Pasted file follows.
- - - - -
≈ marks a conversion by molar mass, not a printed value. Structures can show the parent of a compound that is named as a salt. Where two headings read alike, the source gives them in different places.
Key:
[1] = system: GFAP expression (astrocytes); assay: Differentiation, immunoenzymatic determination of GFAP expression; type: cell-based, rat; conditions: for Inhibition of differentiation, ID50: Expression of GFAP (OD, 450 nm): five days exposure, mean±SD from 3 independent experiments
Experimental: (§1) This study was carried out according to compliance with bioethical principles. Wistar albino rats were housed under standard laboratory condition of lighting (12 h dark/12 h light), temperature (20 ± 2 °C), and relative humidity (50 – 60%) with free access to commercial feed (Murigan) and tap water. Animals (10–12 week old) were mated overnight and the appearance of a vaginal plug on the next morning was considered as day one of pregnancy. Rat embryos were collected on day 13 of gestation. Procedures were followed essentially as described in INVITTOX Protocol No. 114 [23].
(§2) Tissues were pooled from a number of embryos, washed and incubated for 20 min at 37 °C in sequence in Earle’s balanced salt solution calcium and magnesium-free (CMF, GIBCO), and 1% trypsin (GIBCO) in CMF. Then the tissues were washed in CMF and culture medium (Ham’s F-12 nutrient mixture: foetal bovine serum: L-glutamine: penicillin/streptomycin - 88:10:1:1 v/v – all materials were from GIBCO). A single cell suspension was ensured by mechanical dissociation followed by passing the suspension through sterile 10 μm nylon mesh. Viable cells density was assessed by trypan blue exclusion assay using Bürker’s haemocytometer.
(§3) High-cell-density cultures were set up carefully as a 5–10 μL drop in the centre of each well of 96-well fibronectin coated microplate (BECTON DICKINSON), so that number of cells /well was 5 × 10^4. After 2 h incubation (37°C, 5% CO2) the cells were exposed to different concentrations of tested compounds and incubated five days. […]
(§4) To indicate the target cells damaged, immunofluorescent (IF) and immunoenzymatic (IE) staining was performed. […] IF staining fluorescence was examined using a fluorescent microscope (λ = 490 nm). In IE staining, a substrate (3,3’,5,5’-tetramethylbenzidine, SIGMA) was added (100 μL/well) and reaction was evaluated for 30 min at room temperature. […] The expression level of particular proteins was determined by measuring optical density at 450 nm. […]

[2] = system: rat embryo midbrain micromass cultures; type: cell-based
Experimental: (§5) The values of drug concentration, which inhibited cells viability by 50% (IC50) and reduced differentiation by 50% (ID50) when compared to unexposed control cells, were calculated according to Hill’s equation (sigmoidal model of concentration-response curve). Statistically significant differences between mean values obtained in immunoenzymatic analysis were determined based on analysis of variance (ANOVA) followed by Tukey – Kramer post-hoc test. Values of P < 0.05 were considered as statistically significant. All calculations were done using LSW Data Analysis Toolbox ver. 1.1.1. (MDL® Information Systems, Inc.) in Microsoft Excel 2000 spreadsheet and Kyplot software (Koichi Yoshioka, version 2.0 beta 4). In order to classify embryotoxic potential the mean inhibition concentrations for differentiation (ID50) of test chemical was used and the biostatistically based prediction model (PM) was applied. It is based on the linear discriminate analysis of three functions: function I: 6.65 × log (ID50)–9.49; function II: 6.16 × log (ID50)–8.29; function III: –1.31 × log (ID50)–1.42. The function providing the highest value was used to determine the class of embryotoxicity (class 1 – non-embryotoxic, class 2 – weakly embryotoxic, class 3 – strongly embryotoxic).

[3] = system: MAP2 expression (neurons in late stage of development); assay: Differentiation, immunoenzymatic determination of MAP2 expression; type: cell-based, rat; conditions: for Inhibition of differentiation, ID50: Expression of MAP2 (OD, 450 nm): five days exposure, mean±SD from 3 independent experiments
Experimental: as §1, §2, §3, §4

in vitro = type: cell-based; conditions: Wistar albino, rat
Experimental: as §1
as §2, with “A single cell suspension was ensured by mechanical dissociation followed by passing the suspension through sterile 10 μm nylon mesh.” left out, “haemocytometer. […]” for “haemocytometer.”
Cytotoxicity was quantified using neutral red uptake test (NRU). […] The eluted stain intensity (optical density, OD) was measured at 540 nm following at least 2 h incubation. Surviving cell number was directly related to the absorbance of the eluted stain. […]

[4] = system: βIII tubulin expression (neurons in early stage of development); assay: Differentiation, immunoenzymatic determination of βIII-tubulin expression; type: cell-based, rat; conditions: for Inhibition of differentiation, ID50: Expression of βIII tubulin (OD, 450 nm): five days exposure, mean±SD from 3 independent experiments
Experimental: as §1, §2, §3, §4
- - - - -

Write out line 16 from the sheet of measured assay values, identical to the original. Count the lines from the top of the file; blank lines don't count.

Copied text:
[4] = system: βIII tubulin expression (neurons in early stage of development); assay: Differentiation, immunoenzymatic determination of βIII-tubulin expression; type: cell-based, rat; conditions: for Inhibition of differentiation, ID50: Expression of βIII tubulin (OD, 450 nm): five days exposure, mean±SD from 3 independent experiments